“Fifteen years of Liberal governments left Brampton with only one full hospital that is chronically overcrowded and underfunded. Now we’re seeing that in 2018 more than 3,000 people were treated in hallways at Brampton Civic. We’re seeing that Brampton Civic spent 80 days – more than a fifth of 2018 – in Code Gridlock,” Brampton Centre MPP Sara Singh (NDP) responded.

Brampton North MPP Kevin Yarde (NDP) accused Premier Doug Ford of ignoring Brampton and focusing too much on cuts rather than adding beds. “He didn’t mention Brampton in his budget at all, let alone commit to the considerable health care and infrastructure investments that Brampton’s growing population needs. If Doug Ford doesn’t start taking Brampton’s needs seriously, these numbers will likely be even worse next year.”

Brampton NDP MPP Kevin Yarde speaks at a local healthcare townhall

Though the province’s 2019 budget makes mention of a promised allocation of 1,157 long-term care beds to 16 hospitals in just as many cities, with an end goal of 15,000 new beds province-wide, Brampton was excluded from the plan. The beds were first promised last October when Ford’s government, less than 5 months old at that time, provided its first healthcare initiative, announcing in the fall its plan to “End hallway healthcare”. Many Brampton residents expressed outrage at the time when the city was ignored by the plan, despite being the place where the hallway healthcare crisis is most acute and where the term was popularized by the NDP during last year’s provincial election campaign.

Health Minister Christine Elliott and Premier Doug Ford

As with the announcement then and the budget recently, nothing has been offered to help alleviate the the problem of hallway healthcare in the city. Brampton does not appear anywhere on the list of locations where beds will be provided, nor does it appear anywhere else in the 2019 Ontario budget.

A bill late last year tabled by the NDP, for a new hospital in the city, was killed by the PC government, including its two Brampton members, who did not support the defeated bill and have been silent or absent for votes and debate regarding their city’s ongoing healthcare crisis.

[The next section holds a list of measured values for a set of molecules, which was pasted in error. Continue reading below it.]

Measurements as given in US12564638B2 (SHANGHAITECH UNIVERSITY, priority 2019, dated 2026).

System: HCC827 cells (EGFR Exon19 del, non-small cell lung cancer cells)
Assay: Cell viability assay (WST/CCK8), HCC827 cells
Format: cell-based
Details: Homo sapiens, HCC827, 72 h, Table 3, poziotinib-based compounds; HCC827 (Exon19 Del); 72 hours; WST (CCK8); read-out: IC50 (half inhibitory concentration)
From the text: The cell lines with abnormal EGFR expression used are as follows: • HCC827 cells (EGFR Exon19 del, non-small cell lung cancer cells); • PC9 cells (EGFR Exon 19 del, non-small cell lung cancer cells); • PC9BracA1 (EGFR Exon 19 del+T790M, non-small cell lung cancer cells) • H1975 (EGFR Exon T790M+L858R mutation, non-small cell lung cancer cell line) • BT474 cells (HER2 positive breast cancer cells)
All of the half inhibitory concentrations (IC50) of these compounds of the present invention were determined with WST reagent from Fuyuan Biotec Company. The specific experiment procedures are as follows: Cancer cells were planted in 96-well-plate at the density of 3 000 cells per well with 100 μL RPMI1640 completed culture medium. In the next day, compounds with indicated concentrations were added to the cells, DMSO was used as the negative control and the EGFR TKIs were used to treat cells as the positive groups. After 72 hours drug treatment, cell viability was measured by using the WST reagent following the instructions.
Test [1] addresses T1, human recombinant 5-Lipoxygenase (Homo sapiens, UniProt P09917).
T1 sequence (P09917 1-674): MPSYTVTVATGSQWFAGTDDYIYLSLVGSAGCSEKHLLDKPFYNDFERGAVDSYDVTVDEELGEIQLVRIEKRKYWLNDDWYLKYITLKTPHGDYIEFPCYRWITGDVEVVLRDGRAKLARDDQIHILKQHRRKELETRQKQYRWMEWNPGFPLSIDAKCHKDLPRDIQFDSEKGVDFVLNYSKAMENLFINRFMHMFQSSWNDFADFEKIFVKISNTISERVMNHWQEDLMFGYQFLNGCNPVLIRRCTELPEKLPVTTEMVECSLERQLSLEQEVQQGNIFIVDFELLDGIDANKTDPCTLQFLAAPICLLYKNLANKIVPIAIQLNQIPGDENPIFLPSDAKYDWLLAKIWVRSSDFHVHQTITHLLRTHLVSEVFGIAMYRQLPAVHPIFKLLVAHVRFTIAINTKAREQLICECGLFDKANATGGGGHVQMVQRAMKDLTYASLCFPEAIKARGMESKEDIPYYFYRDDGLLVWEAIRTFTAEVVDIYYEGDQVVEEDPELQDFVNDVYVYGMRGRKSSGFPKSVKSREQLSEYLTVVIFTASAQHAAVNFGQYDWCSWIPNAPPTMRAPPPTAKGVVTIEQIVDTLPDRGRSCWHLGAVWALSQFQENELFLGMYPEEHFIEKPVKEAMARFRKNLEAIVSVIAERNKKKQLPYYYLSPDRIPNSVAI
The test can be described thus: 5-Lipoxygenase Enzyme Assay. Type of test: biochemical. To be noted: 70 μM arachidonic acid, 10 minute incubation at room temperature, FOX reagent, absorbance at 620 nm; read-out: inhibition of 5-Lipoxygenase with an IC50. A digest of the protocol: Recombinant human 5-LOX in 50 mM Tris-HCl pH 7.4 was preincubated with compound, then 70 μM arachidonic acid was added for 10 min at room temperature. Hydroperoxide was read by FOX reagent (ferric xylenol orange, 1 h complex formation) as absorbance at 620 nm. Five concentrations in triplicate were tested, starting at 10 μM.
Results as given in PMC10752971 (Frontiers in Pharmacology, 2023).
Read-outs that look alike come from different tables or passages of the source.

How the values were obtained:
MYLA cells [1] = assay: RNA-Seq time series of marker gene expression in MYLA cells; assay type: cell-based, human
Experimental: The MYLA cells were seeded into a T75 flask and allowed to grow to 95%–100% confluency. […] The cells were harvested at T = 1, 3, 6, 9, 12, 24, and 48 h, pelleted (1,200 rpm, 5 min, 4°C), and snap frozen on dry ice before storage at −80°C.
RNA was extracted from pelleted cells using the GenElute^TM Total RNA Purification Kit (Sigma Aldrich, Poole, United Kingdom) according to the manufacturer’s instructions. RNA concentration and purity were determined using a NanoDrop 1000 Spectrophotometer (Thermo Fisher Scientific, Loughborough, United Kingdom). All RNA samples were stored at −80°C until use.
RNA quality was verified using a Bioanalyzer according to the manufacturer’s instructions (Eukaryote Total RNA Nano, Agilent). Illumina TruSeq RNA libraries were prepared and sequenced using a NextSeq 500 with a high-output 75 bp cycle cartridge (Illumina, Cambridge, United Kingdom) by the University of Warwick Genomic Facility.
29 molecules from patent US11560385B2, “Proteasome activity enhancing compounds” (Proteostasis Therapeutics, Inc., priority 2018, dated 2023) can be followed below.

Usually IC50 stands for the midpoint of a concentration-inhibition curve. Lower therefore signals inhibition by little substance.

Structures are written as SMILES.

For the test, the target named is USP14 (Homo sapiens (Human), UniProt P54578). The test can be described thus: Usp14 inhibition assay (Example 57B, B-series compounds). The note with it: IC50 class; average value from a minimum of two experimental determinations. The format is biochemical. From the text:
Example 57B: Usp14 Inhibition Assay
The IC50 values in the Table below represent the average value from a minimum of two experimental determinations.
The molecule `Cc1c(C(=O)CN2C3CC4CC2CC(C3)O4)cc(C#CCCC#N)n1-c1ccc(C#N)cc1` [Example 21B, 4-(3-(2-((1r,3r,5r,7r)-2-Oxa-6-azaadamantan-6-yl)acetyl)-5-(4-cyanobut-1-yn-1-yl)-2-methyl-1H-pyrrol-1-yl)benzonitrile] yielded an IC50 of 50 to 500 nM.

Brampton PC MPPs Prabmeet Sarkaria, left, and Amarjot Sandhu, right

The Pointer reached out to Amarjot Sandhu (Brampton West, PC) and Prabmeet Sarkaria (Brampton South, PC) to get comment about the newly acquired data. Neither of them provided a response by deadline. The PCs, after ignoring Brampton in the hospital bed allocation and defeating the effort to build a new hospital here, have introduced legislation that would dissolve Local Health Integration Networks and give Health Minister Christine Elliott the power to dissolve and appoint health agencies. The effect of this move is still yet to be determined, but many in the city have expressed anxiety about the possibility of privatization of some services, under the plan. The PCs have denied it will lead to any privatization.

Brampton NDP MPP Gurratan Singh at a recent townhall to address the city's ongoing healthcare crisis

“New Democrats have been fighting to make sure there are three hospitals operating in Brampton,” MPP Gurratan Singh (Brampton East, NDP) told The Pointer. “But instead of backing the NDP's proposal to fully fund Brampton Civic, convert Peel Memorial Health Centre to a full-time 24-hour hospital and build a new hospital for our growing community, the Ford government used its majority to vote down these improvements.”

 

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Twitter: @mansoortanweer